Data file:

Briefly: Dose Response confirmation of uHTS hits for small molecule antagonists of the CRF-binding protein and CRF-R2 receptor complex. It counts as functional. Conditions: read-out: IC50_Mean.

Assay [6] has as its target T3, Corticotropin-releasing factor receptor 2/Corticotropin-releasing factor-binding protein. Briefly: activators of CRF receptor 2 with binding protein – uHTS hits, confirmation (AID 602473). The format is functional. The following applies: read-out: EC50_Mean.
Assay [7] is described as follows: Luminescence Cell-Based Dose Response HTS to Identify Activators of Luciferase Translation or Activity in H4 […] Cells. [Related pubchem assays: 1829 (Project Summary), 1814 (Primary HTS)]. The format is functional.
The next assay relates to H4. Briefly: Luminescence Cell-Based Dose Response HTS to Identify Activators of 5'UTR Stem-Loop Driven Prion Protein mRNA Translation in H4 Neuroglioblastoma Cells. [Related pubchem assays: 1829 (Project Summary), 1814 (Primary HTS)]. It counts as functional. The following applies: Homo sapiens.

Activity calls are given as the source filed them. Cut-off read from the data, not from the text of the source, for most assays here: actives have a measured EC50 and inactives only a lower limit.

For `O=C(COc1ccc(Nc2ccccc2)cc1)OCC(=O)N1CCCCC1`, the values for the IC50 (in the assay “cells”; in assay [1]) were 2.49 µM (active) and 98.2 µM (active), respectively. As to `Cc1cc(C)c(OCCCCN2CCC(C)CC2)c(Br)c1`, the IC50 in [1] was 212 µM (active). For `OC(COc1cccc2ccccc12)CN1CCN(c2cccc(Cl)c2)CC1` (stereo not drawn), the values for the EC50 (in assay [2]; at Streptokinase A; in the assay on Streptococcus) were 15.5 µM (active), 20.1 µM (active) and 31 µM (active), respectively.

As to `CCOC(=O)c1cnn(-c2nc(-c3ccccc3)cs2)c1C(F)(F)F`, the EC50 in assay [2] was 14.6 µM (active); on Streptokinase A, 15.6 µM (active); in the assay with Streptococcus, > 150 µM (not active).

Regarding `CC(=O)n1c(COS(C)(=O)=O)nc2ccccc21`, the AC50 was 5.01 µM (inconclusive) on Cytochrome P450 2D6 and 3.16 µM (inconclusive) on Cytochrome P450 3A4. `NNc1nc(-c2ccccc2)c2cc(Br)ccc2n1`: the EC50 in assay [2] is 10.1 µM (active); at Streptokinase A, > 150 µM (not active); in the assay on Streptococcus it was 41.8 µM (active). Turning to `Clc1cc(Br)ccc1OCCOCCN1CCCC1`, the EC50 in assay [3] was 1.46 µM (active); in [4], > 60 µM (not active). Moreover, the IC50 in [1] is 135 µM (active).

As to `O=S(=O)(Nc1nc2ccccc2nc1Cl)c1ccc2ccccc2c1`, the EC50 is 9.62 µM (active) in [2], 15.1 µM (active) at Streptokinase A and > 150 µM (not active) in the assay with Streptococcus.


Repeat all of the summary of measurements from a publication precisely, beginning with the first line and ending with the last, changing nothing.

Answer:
Briefly: Dose Response confirmation of uHTS hits for small molecule antagonists of the CRF-binding protein and CRF-R2 receptor complex. It counts as functional. Conditions: read-out: IC50_Mean.

Assay [6] has as its target T3, Corticotropin-releasing factor receptor 2/Corticotropin-releasing factor-binding protein. Briefly: activators of CRF receptor 2 with binding protein – uHTS hits, confirmation (AID 602473). The format is functional. The following applies: read-out: EC50_Mean.
Assay [7] is described as follows: Luminescence Cell-Based Dose Response HTS to Identify Activators of Luciferase Translation or Activity in H4 […] Cells. [Related pubchem assays: 1829 (Project Summary), 1814 (Primary HTS)]. The format is functional.
The next assay relates to H4. Briefly: Luminescence Cell-Based Dose Response HTS to Identify Activators of 5'UTR Stem-Loop Driven Prion Protein mRNA Translation in H4 Neuroglioblastoma Cells. [Related pubchem assays: 1829 (Project Summary), 1814 (Primary HTS)]. It counts as functional. The following applies: Homo sapiens.

Activity calls are given as the source filed them. Cut-off read from the data, not from the text of the source, for most assays here: actives have a measured EC50 and inactives only a lower limit.

For `O=C(COc1ccc(Nc2ccccc2)cc1)OCC(=O)N1CCCCC1`, the values for the IC50 (in the assay “cells”; in assay [1]) were 2.49 µM (active) and 98.2 µM (active), respectively. As to `Cc1cc(C)c(OCCCCN2CCC(C)CC2)c(Br)c1`, the IC50 in [1] was 212 µM (active). For `OC(COc1cccc2ccccc12)CN1CCN(c2cccc(Cl)c2)CC1` (stereo not drawn), the values for the EC50 (in assay [2]; at Streptokinase A; in the assay on Streptococcus) were 15.5 µM (active), 20.1 µM (active) and 31 µM (active), respectively.

As to `CCOC(=O)c1cnn(-c2nc(-c3ccccc3)cs2)c1C(F)(F)F`, the EC50 in assay [2] was 14.6 µM (active); on Streptokinase A, 15.6 µM (active); in the assay with Streptococcus, > 150 µM (not active).

Regarding `CC(=O)n1c(COS(C)(=O)=O)nc2ccccc21`, the AC50 was 5.01 µM (inconclusive) on Cytochrome P450 2D6 and 3.16 µM (inconclusive) on Cytochrome P450 3A4. `NNc1nc(-c2ccccc2)c2cc(Br)ccc2n1`: the EC50 in assay [2] is 10.1 µM (active); at Streptokinase A, > 150 µM (not active); in the assay on Streptococcus it was 41.8 µM (active). Turning to `Clc1cc(Br)ccc1OCCOCCN1CCCC1`, the EC50 in assay [3] was 1.46 µM (active); in [4], > 60 µM (not active). Moreover, the IC50 in [1] is 135 µM (active).

As to `O=S(=O)(Nc1nc2ccccc2nc1Cl)c1ccc2ccccc2c1`, the EC50 is 9.62 µM (active) in [2], 15.1 µM (active) at Streptokinase A and > 150 µM (not active) in the assay with Streptococcus.